The Losoong festival is celebrated on the occasion of the end of the harvest season and the end of the tenth month of the Tibetan Year in the rural Sikkim. On this festival, the Chaam dances are performed at the Tsu-La-Khang monastery, Phodong monastery and Rumtek monastery. Archery competitions are also held amidst feasting and merry making. This dance symbolize the victory of the good spirits over the evil spirits of the year. During the dance the men become gods and attires with mystical symbols.
More or less occurring a few weeks before Losoong festival, the Dasain festival is the main festival of the Hindu Nepalese in Sikkim. This festival signifies the victory of good over evil. The elders of the family apply ‘tika’ on the young and bless them.
The Kagyed Dance is performed on the 28th and 29th day of the 10th month of the Tibetan Calendar, in the month of December. This dance symbolizes the destruction of the evil forces and prevailing of the peace and prosperity in Sikkim. The Chaam dancers are extremely popular. Chaams are the monks who are accompanied with the liturgical music and chanting. Some sort of the comic relief is also provided by the jesters with the dance. In this dance, various themes from the Buddhist mythology are enacted and it culminates with the burning of effigies made of flour, wood and paper.
The Kalchakra Puja
Tantrayana is one of the path by which one can attain Nirvana or Enlightenment and Freedom from Suffering. Tantrayana emphasizes on the Tantric or mystic aspect of Buddhism and involves complex and esoteric rituals. The Anutara Yoga Tantra or Supreme Tantra is one of the class of Tantrayana which combines male tantras and female tantras out of which Kalchakra is one of
Sakewa is one of the important festivals of Kirat Rai Community, which is celebrated annually in the month Baisak. The nine day long ceremony starts from the full moon day of Baisak, in which mother earth is worshipped. The Sakewa Puja is usually performed by the Nakchhong (priest) with the help of mongpas in a open place as community puja.
The worship of inner self, Mha Puja, is an important festival of New people. Mha puja is performed for purification, strengthening and understanding of oneself. It also exposes relationship between human and the nature and its cosmos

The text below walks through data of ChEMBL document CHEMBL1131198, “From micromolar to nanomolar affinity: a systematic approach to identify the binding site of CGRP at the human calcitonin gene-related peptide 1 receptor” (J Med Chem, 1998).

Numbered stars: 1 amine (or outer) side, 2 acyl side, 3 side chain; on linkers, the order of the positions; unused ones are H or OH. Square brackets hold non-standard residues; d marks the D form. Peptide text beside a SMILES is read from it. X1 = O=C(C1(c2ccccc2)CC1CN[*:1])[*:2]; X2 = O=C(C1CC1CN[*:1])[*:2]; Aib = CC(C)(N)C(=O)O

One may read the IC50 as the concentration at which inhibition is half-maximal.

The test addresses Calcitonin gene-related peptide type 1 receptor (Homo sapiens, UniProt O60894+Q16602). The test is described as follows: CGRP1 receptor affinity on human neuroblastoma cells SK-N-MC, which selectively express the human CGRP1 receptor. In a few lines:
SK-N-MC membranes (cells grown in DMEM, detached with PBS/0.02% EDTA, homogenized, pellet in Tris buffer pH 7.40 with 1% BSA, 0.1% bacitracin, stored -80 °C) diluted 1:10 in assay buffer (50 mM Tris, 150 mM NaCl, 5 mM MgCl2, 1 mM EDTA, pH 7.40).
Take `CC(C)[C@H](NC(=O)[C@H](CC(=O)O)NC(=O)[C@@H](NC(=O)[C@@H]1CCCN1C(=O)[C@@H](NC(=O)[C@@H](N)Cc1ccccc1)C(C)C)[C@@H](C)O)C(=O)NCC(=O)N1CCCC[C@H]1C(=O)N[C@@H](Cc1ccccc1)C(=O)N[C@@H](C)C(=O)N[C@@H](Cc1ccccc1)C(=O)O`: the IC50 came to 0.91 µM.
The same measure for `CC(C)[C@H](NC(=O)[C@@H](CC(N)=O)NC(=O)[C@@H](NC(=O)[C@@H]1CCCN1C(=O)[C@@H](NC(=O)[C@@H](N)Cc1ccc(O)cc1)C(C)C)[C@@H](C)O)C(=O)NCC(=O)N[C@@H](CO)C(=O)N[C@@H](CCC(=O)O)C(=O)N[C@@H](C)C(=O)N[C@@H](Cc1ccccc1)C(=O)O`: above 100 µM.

Namsoong Festival is celebrated by the Lepchas of Sikkim which also coincides with the Sonam Lossong festival of Bhutias. According to Dungkit Karchu (Lepcha Calendar), Namsoong festival begins from 1st day of the “Kurneet Lovo”, corresponding to the month of December/January every year. The festival continues for seven days.
Barahimizong is observed on the fifth day of Mangar Purnima. In Mangar language Barahi means God, Minaat or Mi means worship or prayer and ‘Zong’ means fort. The Barahimizong has been named affter the day of Mangar worship their forefathers or Kul DevtaasL Losar (Tibetan New Year) Accoding to the Tibetan lunar calendar the first day of the first month of Tibetan Calendar corresponding with English Calendar the month of February-March. They offer prayers and welcome The New Year
This is a greatest and most puja ceremony of f Sunwars which requires sacrificing 360 birds and animals. Chandee: This ceremony is performed in the month of Vaisak full day with pomp and grandeur.
Just after fortnight of celebration of Dassai, Tyohar is celebrated. The day marks the return of Hindu God Ram to his capital after vanquishing Ravana in a bloody battle at Lanka. The day is also observed as Laxmi Puja, the festival of lights. Bhaitika is a unique feature of Tyohar festival in which sisters prays for the betterment and long life of their brothers.
Like in other parts of the country, Maghey Sankranti is also observed in the month of January. It is celebrated on the first day of the month of Magh (January) continues for three days: It is one of the holy festivals of Hindus. Huge fairs are organised along the river banks and confluence of the rivers, Jorethang, Saramsa, Rorathang and Triveni are the important places where such fairs are held every year. The rituals are solemnised from dawn at the banks of the rivers, which is indeed a rare spectle to watch. Chaite Dassain/ Ram Nawami: This religious festival is usually observed in the month March. The day signifies the birth of Lord Rama.
This is a minor puja ceremony done twice a year by Natso with Syamboo, incense, Bospati to propitiate the Sunwar gods and spirits of the death ancestors. Chhengoo: During the puja Poibos invoke Sunwar deities and the spirits of the dead camping temporarily in a monastery after death.